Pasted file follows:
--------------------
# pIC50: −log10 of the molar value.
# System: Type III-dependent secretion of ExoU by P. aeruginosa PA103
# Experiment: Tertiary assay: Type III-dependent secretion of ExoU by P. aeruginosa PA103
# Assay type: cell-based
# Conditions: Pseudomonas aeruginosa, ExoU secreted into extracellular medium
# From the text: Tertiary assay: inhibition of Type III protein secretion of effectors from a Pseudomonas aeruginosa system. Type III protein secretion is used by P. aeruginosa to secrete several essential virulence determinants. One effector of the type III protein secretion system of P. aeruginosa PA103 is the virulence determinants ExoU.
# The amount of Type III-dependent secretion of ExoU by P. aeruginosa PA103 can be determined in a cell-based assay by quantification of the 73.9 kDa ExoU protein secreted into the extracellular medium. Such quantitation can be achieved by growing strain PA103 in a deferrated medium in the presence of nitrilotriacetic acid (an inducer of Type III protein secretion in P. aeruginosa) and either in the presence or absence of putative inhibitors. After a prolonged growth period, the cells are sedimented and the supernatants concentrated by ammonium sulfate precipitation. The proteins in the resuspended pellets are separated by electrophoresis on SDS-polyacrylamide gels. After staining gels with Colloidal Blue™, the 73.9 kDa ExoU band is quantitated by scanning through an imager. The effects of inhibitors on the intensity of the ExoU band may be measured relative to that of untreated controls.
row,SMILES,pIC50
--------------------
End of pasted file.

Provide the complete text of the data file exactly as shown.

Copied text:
# pIC50: −log10 of the molar value.
# System: Type III-dependent secretion of ExoU by P. aeruginosa PA103
# Experiment: Tertiary assay: Type III-dependent secretion of ExoU by P. aeruginosa PA103
# Assay type: cell-based
# Conditions: Pseudomonas aeruginosa, ExoU secreted into extracellular medium
# From the text: Tertiary assay: inhibition of Type III protein secretion of effectors from a Pseudomonas aeruginosa system. Type III protein secretion is used by P. aeruginosa to secrete several essential virulence determinants. One effector of the type III protein secretion system of P. aeruginosa PA103 is the virulence determinants ExoU.
# The amount of Type III-dependent secretion of ExoU by P. aeruginosa PA103 can be determined in a cell-based assay by quantification of the 73.9 kDa ExoU protein secreted into the extracellular medium. Such quantitation can be achieved by growing strain PA103 in a deferrated medium in the presence of nitrilotriacetic acid (an inducer of Type III protein secretion in P. aeruginosa) and either in the presence or absence of putative inhibitors. After a prolonged growth period, the cells are sedimented and the supernatants concentrated by ammonium sulfate precipitation. The proteins in the resuspended pellets are separated by electrophoresis on SDS-polyacrylamide gels. After staining gels with Colloidal Blue™, the 73.9 kDa ExoU band is quantitated by scanning through an imager. The effects of inhibitors on the intensity of the ExoU band may be measured relative to that of untreated controls.
row,SMILES,pIC50